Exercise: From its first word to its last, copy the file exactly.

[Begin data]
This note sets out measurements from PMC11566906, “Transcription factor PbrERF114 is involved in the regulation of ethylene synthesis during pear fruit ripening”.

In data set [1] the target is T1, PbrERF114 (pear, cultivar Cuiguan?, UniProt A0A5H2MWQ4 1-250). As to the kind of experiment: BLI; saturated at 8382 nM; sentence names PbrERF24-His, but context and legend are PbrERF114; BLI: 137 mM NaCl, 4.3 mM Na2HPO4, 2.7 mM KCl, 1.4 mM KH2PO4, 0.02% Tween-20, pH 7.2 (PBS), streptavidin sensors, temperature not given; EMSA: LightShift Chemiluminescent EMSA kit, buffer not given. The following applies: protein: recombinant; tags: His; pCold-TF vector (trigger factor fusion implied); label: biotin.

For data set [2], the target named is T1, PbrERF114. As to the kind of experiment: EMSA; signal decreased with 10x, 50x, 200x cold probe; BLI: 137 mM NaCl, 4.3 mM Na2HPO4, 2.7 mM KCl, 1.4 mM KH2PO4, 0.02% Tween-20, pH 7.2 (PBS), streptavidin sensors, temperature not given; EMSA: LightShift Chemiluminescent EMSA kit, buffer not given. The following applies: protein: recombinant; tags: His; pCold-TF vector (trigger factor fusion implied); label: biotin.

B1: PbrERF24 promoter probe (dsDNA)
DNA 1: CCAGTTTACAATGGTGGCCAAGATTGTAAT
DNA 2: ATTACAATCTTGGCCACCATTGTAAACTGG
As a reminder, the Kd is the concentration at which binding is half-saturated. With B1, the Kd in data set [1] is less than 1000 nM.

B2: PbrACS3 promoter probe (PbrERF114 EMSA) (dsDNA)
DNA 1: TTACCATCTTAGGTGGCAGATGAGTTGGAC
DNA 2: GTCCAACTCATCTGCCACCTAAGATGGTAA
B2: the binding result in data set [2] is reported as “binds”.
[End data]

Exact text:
This note sets out measurements from PMC11566906, “Transcription factor PbrERF114 is involved in the regulation of ethylene synthesis during pear fruit ripening”.

In data set [1] the target is T1, PbrERF114 (pear, cultivar Cuiguan?, UniProt A0A5H2MWQ4 1-250). As to the kind of experiment: BLI; saturated at 8382 nM; sentence names PbrERF24-His, but context and legend are PbrERF114; BLI: 137 mM NaCl, 4.3 mM Na2HPO4, 2.7 mM KCl, 1.4 mM KH2PO4, 0.02% Tween-20, pH 7.2 (PBS), streptavidin sensors, temperature not given; EMSA: LightShift Chemiluminescent EMSA kit, buffer not given. The following applies: protein: recombinant; tags: His; pCold-TF vector (trigger factor fusion implied); label: biotin.

For data set [2], the target named is T1, PbrERF114. As to the kind of experiment: EMSA; signal decreased with 10x, 50x, 200x cold probe; BLI: 137 mM NaCl, 4.3 mM Na2HPO4, 2.7 mM KCl, 1.4 mM KH2PO4, 0.02% Tween-20, pH 7.2 (PBS), streptavidin sensors, temperature not given; EMSA: LightShift Chemiluminescent EMSA kit, buffer not given. The following applies: protein: recombinant; tags: His; pCold-TF vector (trigger factor fusion implied); label: biotin.

B1: PbrERF24 promoter probe (dsDNA)
DNA 1: CCAGTTTACAATGGTGGCCAAGATTGTAAT
DNA 2: ATTACAATCTTGGCCACCATTGTAAACTGG
As a reminder, the Kd is the concentration at which binding is half-saturated. With B1, the Kd in data set [1] is less than 1000 nM.

B2: PbrACS3 promoter probe (PbrERF114 EMSA) (dsDNA)
DNA 1: TTACCATCTTAGGTGGCAGATGAGTTGGAC
DNA 2: GTCCAACTCATCTGCCACCTAAGATGGTAA
B2: the binding result in data set [2] is reported as “binds”.